Of course, this introduces a further delay, so we’ll need to add some sort of high speed interconnect into the design to make the process of mirroring as fast as possible:

build-a-disk-array4

This mirroring may protect us from losing data in the event of a single controller failure, but what about if power to the entire system was lost? Changed blocks in the mirrored write cache would still be lost, resulting in lost data… so now we need to add some batteries to each controller in order to provide sufficient power that cached writes can be flushed to persistent media in the event of any systemic power issue:

build-a-disk-array5

That’s everything we need from the controllers – so now we need to connect them together with the disks. Traditionally, disk arrays have tended to use serial architectures to attach disks onto a back end network which essentially acts as a loop. This has some limitations in terms of performance but when your fundamental building blocks are each limited to 200 IOPS it’s hardly the end of the world:

build-a-disk-array6

So there we have it. We’ve built a disk array complete with redundant controllers and battery-backed DRAM cache. Put a respectable logo on the front and you will find this basic design used in data centres around the world.

But does it still make sense if you switch to flash?

From HDD To SSD

Let’s take our finished disk array design and replace the disks with SSDs:

build-a-disk-array7

And now let’s take a moment to consider the performance characteristics of flash: the latency is much lower than disk, meaning the penalty for performing random I/Os instead of sequential I/Os is negligible. However, the performance of read versus write I/Os is asymmetrical: writes take substantially longer than reads – especially sustained writes. What does that do to all of the design principles in our previous architecture?

  • With so many more transactions per second available from the SSDs, it no longer makes sense to use a serial / loop based back end network. Some sort of switched infrastructure is probably more suitable.
  • Because the flash media is so much faster than disk (i.e. has a significantly lower latency), we can do away with the read cache. Depending on our architecture, we may also be able to avoid using a write cache too – resulting in complete removal of the DRAM in those controllers (although this would not be the case if deduplication were to be included in the design – more on that another time).
  • If we no longer have data in DRAM, we no longer need the batteries and may also be able to remove or at least downsize the high speed network connecting the controllers.

All we are left with now is the enclosure full of SSDs – and there is an argument to be made for whether that is the most efficient method of packaging NAND flash. It’s certainly not the most dense method, which is why Violin Memory and IBM’s FlashSystem both use their own custom flash modules to package their flash.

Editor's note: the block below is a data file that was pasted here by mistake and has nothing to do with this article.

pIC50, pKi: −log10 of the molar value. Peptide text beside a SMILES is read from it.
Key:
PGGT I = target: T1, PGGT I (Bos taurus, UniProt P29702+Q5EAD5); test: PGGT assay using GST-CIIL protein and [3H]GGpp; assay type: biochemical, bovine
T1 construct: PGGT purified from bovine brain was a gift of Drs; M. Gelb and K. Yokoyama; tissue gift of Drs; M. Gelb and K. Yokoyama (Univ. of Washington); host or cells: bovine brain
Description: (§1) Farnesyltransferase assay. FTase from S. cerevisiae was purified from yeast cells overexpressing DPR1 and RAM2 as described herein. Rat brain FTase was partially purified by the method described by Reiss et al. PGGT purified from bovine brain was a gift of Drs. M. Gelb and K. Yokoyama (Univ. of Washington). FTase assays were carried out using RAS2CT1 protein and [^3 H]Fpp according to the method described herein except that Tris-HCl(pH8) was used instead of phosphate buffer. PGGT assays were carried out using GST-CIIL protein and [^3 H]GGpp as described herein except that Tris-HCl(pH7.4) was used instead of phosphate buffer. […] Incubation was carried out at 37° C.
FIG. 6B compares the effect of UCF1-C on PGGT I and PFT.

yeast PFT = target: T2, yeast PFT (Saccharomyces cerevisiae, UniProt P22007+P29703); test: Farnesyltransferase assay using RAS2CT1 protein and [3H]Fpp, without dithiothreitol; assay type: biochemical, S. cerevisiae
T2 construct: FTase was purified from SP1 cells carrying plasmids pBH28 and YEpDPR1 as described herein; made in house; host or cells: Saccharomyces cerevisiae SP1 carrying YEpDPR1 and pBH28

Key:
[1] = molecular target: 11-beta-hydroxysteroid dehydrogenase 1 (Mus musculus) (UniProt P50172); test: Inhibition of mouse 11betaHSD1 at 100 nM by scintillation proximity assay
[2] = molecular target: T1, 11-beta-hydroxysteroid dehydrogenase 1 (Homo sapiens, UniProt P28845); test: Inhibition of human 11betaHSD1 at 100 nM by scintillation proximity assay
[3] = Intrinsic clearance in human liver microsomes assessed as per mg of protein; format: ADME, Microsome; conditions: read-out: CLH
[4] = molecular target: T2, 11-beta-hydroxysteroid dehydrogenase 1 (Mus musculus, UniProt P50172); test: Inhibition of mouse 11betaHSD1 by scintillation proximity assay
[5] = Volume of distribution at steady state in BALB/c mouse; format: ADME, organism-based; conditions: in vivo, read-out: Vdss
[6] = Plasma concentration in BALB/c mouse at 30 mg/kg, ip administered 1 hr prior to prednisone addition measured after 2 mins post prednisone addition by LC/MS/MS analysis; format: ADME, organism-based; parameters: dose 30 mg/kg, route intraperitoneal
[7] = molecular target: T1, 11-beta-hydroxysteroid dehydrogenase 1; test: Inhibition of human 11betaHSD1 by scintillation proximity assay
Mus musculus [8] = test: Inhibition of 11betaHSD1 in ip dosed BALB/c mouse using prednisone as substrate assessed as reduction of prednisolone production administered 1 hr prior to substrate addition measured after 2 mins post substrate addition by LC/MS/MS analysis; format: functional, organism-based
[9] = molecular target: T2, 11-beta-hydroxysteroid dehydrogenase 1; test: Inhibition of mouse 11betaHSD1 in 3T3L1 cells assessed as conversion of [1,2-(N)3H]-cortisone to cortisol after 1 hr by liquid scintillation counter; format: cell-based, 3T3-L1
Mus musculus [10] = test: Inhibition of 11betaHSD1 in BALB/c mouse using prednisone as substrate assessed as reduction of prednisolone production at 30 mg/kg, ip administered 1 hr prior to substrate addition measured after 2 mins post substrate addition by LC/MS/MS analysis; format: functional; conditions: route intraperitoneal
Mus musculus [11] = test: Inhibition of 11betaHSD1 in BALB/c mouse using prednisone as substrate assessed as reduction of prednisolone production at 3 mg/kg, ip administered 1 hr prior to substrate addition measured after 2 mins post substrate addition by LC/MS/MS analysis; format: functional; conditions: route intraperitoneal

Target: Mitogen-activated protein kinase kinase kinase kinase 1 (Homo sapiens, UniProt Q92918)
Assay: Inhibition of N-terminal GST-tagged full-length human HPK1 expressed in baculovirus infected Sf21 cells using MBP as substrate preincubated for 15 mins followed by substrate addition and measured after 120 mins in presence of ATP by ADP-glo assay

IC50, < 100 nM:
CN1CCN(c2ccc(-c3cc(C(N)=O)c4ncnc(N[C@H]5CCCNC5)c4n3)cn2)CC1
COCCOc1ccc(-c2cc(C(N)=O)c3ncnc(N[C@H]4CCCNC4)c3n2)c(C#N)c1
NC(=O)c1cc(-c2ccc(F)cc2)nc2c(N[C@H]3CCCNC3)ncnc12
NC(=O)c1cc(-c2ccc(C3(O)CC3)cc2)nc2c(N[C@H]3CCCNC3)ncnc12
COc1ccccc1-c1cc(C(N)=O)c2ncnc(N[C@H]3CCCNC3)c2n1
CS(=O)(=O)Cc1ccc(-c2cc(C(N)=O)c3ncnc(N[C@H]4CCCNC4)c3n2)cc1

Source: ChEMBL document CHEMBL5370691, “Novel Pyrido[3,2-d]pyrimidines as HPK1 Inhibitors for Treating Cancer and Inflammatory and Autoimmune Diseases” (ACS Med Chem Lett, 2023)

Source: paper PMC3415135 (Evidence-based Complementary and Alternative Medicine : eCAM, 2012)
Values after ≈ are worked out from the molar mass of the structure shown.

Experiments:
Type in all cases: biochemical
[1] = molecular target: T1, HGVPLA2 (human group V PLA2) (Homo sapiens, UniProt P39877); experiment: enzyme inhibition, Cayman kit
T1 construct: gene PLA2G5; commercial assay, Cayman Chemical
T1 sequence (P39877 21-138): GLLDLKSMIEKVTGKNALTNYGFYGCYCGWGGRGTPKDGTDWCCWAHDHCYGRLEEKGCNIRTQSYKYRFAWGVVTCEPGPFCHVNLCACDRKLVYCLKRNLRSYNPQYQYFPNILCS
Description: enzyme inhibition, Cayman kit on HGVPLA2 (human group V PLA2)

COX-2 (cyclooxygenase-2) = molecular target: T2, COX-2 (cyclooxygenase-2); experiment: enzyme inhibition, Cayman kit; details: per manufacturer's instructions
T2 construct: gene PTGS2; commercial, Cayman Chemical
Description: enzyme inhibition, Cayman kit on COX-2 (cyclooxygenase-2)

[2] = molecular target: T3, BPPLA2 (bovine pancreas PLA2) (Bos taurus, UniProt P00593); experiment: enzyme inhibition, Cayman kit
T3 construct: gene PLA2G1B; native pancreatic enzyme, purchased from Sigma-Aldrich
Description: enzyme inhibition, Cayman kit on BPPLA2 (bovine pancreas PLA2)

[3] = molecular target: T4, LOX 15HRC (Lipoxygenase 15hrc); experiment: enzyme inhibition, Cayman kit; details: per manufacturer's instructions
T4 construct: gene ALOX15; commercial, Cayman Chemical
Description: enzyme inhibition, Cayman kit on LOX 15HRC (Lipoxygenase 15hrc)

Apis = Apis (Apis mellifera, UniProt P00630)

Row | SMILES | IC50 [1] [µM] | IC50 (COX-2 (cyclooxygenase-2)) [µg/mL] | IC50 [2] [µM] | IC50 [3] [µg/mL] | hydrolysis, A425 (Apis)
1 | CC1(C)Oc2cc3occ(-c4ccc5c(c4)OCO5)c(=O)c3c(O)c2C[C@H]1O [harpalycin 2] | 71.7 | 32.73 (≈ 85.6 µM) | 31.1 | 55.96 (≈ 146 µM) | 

Conclusion

Did you notice how pretty much every design decision that we made building the disk array architecture turned out to be the wrong one for a flash-based solution? This shouldn’t really be a surprise, since flash is fundamentally different to disk in its behaviour and performance.

Battleship Down!

Battleship Down!

Architecture matters. Filling a legacy disk array with SSDs simply isn’t playing to the strengths of flash. Perhaps if it were a low cost option it would be a sensible stop-gap solution, but typically the SSD options for these legacy arrays are astonishingly expensive.

So next time you look at a hybrid disk array product that’s being marketed as “all flash”, do yourself a favour. Think about the architecture. If it was designed for disk, the chances are it’ll perform like it was designed for disk. And you don’t want to end up with that sinking feeling…

Thanks to my friend and former colleague Steve “yeah” Willson for the concepts behind this blog post. Steve, I dedicate the picture of a velociraptor at the top of this page to you. You have earned it.

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All Flash Arrays: What Is An AFA?

All Flash Arrays - Hybrid, SSD-based or Ground-Up

For the last couple of years I’ve been writing a series of blog posts introducing the concepts of flash-memory and solid state storage to those who aren’t part of the storage industry. I’ve covered storage fundamentals, some of what I consider to be the enduring myths of storage, a section of unashamed disk-bashing and then a lengthy set of articles about NAND flash itself.

Now it’s time to talk about all flash arrays. But first, a warning.

Although I work for a flash array vendor, I have attempted to keep my posts educational and relatively unbiased. That’s pretty tricky when talking about the flash media, but it’s next to impossible when talking about arrays themselves. So from here on this is all just my opinion – you can form your own and disagree with me if you choose – there’s a comment box below. But please be up front if you work for a vendor yourself.

All Flash Array Definition(s)

It is surprisingly hard to find a common definition of the All Flash Array (or AFA), but one thing that everyone appears to agree on is the shared nature of AFAs – they are network-attached, shared storage (i.e. SAN or NAS). After that, things get tricky.